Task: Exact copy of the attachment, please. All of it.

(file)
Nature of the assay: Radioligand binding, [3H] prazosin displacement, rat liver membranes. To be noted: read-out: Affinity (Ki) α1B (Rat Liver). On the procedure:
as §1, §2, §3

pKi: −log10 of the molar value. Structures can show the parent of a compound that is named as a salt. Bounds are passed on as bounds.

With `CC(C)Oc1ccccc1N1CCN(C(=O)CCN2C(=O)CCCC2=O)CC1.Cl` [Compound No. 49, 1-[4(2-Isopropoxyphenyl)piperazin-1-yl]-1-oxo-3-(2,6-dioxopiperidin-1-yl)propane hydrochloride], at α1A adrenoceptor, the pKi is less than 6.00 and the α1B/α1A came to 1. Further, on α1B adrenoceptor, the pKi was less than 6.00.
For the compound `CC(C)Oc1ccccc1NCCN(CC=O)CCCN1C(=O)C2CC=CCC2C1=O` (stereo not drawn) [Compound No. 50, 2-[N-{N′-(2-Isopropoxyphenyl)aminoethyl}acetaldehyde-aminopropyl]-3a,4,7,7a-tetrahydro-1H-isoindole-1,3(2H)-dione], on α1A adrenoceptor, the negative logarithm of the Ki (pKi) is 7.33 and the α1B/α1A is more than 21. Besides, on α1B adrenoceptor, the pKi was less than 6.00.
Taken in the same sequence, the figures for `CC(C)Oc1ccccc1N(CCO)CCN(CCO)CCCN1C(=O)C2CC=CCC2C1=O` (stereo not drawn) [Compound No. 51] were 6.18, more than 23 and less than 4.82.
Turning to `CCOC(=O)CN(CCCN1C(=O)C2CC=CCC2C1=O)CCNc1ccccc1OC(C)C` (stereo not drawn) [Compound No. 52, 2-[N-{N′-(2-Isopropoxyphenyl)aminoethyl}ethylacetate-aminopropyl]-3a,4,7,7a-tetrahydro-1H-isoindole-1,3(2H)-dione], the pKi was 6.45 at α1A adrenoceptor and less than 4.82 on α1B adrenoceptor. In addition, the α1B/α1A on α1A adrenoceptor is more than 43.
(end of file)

Nature of the assay: Radioligand binding, [3H] prazosin displacement, rat liver membranes. To be noted: read-out: Affinity (Ki) α1B (Rat Liver). On the procedure:
as §1, §2, §3

pKi: −log10 of the molar value. Structures can show the parent of a compound that is named as a salt. Bounds are passed on as bounds.

With `CC(C)Oc1ccccc1N1CCN(C(=O)CCN2C(=O)CCCC2=O)CC1.Cl` [Compound No. 49, 1-[4(2-Isopropoxyphenyl)piperazin-1-yl]-1-oxo-3-(2,6-dioxopiperidin-1-yl)propane hydrochloride], at α1A adrenoceptor, the pKi is less than 6.00 and the α1B/α1A came to 1. Further, on α1B adrenoceptor, the pKi was less than 6.00.
For the compound `CC(C)Oc1ccccc1NCCN(CC=O)CCCN1C(=O)C2CC=CCC2C1=O` (stereo not drawn) [Compound No. 50, 2-[N-{N′-(2-Isopropoxyphenyl)aminoethyl}acetaldehyde-aminopropyl]-3a,4,7,7a-tetrahydro-1H-isoindole-1,3(2H)-dione], on α1A adrenoceptor, the negative logarithm of the Ki (pKi) is 7.33 and the α1B/α1A is more than 21. Besides, on α1B adrenoceptor, the pKi was less than 6.00.
Taken in the same sequence, the figures for `CC(C)Oc1ccccc1N(CCO)CCN(CCO)CCCN1C(=O)C2CC=CCC2C1=O` (stereo not drawn) [Compound No. 51] were 6.18, more than 23 and less than 4.82.
Turning to `CCOC(=O)CN(CCCN1C(=O)C2CC=CCC2C1=O)CCNc1ccccc1OC(C)C` (stereo not drawn) [Compound No. 52, 2-[N-{N′-(2-Isopropoxyphenyl)aminoethyl}ethylacetate-aminopropyl]-3a,4,7,7a-tetrahydro-1H-isoindole-1,3(2H)-dione], the pKi was 6.45 at α1A adrenoceptor and less than 4.82 on α1B adrenoceptor. In addition, the α1B/α1A on α1A adrenoceptor is more than 43.